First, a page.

One of the others things they won’t tell you at teacher’s education is that first hour of teaching a class for real WILL BE THE LONGEST HOUR OF YOUR LIFE EVER. For some reason the kids were whipping through my ‘get to know your classmates’ activities so quickly that I secretly wondered if I was going to be out of effective classroom material by the time we hit interval. But here’s another crazy thing about your first day of teaching, at some point those minutes which went by so slowly will suddenly speed up and you’ll be dismissing the kids wondering where your first day went.

Other lessons learned.

  • You’ll do a lot of walking, especially to and from the printer and office.
  • Flat shoes are no guarantee that your shins won’t be be screaming come 3 o’clock.
  • Bringing home-baked cookies is good way to start your syndicate meeting.

Sorry for the lack of any substance in this reflection but I’m afraid my brain stopped functioning effectively sometime around 4pm.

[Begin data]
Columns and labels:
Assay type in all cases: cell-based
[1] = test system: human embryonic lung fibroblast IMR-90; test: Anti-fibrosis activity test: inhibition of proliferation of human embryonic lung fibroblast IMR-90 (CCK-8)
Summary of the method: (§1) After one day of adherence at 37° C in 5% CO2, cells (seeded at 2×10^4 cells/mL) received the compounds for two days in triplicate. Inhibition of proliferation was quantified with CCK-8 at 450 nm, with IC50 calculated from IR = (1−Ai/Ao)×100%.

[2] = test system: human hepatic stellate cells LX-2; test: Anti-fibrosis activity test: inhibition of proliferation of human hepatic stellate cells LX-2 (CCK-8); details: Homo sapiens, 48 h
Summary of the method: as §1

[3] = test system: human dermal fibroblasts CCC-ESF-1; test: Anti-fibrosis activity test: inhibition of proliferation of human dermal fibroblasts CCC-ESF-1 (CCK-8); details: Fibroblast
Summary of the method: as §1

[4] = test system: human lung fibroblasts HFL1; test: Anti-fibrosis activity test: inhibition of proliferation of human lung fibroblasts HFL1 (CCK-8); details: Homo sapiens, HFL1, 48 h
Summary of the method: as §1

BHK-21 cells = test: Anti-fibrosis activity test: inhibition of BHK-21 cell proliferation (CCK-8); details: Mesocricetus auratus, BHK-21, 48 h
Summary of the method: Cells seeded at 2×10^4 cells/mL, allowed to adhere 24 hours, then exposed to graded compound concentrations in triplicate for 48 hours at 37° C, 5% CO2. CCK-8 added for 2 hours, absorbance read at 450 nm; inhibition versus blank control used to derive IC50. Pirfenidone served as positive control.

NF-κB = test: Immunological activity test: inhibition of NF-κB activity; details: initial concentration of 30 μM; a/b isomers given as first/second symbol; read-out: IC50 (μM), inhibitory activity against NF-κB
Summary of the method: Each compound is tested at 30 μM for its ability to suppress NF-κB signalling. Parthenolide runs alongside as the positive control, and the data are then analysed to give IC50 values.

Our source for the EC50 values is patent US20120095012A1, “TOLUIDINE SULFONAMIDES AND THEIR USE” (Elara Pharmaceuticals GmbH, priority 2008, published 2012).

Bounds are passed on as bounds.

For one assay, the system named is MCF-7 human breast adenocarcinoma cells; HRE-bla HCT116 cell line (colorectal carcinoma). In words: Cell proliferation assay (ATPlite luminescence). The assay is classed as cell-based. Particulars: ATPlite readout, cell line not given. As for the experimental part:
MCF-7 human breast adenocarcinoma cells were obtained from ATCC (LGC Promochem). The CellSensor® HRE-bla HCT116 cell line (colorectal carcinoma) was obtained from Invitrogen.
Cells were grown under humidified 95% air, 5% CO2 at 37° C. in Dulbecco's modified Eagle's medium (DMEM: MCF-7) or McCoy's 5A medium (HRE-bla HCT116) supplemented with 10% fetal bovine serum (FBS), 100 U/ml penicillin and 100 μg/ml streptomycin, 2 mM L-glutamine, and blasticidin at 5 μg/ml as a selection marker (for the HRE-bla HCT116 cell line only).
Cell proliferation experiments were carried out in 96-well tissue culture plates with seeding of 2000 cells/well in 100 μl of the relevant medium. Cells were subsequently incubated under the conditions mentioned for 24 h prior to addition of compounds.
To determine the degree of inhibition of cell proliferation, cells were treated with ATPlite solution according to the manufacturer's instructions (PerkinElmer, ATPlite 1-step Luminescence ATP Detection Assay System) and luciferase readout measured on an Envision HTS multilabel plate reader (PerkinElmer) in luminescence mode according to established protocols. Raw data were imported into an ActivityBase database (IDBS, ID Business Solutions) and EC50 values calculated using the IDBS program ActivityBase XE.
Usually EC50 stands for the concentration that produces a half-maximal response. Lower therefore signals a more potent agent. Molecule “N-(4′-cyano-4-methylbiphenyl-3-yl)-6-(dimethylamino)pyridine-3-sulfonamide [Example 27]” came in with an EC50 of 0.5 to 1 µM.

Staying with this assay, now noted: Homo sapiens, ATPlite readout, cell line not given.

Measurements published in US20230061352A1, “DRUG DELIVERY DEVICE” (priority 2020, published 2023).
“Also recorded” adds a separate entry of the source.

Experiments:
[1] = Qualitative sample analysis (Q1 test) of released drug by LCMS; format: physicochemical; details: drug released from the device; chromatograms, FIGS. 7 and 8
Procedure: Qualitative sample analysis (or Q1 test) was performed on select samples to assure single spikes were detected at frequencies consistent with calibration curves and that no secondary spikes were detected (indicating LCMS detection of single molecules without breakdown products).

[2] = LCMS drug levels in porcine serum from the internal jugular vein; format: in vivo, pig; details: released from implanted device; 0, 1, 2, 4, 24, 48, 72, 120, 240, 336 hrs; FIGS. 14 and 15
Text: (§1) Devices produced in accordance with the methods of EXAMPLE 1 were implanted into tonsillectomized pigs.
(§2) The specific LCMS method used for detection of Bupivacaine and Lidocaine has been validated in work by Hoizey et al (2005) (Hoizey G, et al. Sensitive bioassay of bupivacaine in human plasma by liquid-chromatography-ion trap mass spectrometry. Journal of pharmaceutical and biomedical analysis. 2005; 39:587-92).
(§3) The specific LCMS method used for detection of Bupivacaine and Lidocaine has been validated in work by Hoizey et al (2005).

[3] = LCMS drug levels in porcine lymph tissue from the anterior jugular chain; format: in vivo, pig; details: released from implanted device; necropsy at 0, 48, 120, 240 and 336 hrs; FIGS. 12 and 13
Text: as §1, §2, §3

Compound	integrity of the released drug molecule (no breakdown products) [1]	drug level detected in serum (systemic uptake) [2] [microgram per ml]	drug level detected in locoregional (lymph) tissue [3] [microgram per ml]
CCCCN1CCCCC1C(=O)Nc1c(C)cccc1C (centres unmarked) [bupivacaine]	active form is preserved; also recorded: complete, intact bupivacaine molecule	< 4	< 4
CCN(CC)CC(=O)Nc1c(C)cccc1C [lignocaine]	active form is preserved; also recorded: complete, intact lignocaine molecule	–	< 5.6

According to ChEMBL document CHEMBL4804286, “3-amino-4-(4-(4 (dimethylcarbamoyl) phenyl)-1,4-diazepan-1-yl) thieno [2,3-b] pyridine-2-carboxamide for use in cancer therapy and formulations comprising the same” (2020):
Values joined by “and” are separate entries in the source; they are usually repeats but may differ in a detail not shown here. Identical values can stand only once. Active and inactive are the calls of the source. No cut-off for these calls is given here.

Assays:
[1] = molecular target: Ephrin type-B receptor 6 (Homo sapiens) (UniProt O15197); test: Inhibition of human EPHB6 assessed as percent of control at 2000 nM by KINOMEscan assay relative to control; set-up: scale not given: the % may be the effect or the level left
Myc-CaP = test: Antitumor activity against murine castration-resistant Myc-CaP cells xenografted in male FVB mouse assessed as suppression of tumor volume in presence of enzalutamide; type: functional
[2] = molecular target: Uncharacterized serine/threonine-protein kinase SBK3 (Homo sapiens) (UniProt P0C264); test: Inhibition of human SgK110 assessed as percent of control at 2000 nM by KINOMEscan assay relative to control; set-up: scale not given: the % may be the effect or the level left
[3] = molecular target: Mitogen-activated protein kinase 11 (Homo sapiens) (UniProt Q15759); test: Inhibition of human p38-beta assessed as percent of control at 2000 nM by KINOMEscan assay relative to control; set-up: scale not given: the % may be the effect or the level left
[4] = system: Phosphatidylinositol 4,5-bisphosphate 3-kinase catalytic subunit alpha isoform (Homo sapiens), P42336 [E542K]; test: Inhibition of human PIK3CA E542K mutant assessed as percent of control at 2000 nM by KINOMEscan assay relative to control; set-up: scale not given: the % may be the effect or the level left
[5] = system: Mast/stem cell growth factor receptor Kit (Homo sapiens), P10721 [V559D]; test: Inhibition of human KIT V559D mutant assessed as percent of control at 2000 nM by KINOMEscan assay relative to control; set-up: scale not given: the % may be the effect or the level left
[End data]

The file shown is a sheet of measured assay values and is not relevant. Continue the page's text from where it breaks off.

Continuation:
Right time to read over some student writing samples before I get some much-deserved sleep in preparation for day two of teaching.

26 thoughts on “What they don’t tell you about your first day of teaching

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  1. Other things that you will need
    – whiteboard markers
    – a good disinfectant and cloth – someone is going to throw up/cut themselves in your classroom
    -graffiti remover


  2. congrats on your first day- I hope it was everything you expected and more and that you have found your calling in life as anticipated. R=This e neck chains are fab but i’ve been told always have an identical spare set as we are guaranteed to misplace the the first, just like chargers for the computer, either leaving one at home or one at school so have one in both places.


  3. Fab post – I laughed and laughed! You know that you will end up doing the ‘first week’ version of this post, don’t you??? And then ‘the first year’…
    As for the keys, prepare to lose them a lot. They know their way back to you quite well usually. Perhaps you need a Key Monitor (locksmith? key kid? Hmmm, needs a catchy name…)
    Nobody tells you these things because nobody remembers them until a first year teacher tells you about it again. Somehow, like the birth of a child, the mind has blocked it all out…protective mechanism and all that!